We know that when done with the intention of seeking the pleasure of Allah, every little act in their upbringing becomes an act of worship. However, the greatest thing a mother can do to fuel herself to bring up her children on the right path and for the growth of her own soul, is to be connected to Allah through her thoughts in the simple things in her day. Here are a few examples to illustrate this:

 -When she feels that intense feeling of love for her child inside her heart, she must connect it back to Allah and think about how much He must love us since He has created us

-When she hears her child calling out for her, or crying to be fed, or looking at her longingly asking for his toy, she melts at the sweetness of his call or the look in his eyes. For her to think at that moment how much Allah in turn must love to hear our voices asking Him for something with sincerity, and for her to then ask of Him in that very moment that she fulfils her child’s need would greatly boost her connection to Allah.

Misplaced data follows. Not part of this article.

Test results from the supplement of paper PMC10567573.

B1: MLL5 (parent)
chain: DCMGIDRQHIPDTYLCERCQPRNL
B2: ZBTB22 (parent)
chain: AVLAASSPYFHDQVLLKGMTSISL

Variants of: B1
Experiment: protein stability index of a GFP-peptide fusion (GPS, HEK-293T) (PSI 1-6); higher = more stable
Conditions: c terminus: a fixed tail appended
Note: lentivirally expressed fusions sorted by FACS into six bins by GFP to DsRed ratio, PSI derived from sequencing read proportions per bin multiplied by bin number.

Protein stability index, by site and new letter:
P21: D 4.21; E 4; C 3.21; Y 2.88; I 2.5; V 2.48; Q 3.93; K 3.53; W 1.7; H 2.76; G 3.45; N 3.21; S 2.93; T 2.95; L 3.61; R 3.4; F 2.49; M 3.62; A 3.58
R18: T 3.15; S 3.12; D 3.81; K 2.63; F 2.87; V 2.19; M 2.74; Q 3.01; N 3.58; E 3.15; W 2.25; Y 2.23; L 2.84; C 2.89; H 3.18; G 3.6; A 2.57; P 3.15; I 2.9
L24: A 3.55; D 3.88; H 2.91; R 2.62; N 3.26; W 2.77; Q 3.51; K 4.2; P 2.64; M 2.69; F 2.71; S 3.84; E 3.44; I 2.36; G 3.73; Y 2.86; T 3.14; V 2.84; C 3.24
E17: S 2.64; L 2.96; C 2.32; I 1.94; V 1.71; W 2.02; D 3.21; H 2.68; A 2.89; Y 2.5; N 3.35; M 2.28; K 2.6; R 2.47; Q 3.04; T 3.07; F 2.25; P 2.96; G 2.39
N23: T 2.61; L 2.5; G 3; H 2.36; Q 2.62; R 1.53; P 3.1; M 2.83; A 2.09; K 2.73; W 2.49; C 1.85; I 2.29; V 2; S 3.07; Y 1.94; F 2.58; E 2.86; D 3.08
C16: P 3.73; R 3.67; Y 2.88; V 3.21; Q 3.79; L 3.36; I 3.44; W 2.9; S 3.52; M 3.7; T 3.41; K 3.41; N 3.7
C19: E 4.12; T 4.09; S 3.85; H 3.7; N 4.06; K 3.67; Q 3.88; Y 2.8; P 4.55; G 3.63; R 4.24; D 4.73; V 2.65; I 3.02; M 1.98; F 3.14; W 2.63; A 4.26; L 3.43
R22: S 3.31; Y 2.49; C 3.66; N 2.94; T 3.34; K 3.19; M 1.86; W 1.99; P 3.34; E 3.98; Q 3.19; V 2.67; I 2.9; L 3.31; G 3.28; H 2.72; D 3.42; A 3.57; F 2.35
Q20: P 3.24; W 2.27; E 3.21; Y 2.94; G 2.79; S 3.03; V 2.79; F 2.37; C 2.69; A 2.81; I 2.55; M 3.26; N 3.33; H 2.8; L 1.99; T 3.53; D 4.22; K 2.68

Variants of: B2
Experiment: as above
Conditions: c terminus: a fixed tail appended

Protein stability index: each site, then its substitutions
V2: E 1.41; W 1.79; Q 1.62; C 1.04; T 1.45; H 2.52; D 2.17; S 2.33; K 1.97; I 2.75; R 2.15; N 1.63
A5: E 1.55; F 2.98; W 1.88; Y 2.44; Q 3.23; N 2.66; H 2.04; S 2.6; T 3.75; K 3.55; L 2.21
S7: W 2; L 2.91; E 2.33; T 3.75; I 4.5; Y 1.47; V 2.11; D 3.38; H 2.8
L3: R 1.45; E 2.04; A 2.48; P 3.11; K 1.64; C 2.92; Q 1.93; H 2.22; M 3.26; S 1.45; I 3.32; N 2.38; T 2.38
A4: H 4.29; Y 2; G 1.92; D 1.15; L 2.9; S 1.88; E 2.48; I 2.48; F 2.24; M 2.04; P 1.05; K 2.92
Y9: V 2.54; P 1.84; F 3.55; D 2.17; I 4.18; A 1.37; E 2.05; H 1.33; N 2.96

-When she sees her child trying to crawl, sit up unaided, hold a spoon, try to fit a piece of a puzzle, the urge is there to do it for him and intervene in the process. But she knows she must let him do it himself or she will stunt his growth like the man who snips the cocoon to help the butterfly in its struggle, only to stunt it and lead to its destruction. Again she must let all those moments remind her of Allah’s special love and care for us when He does not intervene, allowing us our space to make mistakes and grow, and fuelling us with the patience we will need later on as we mother them in their teens.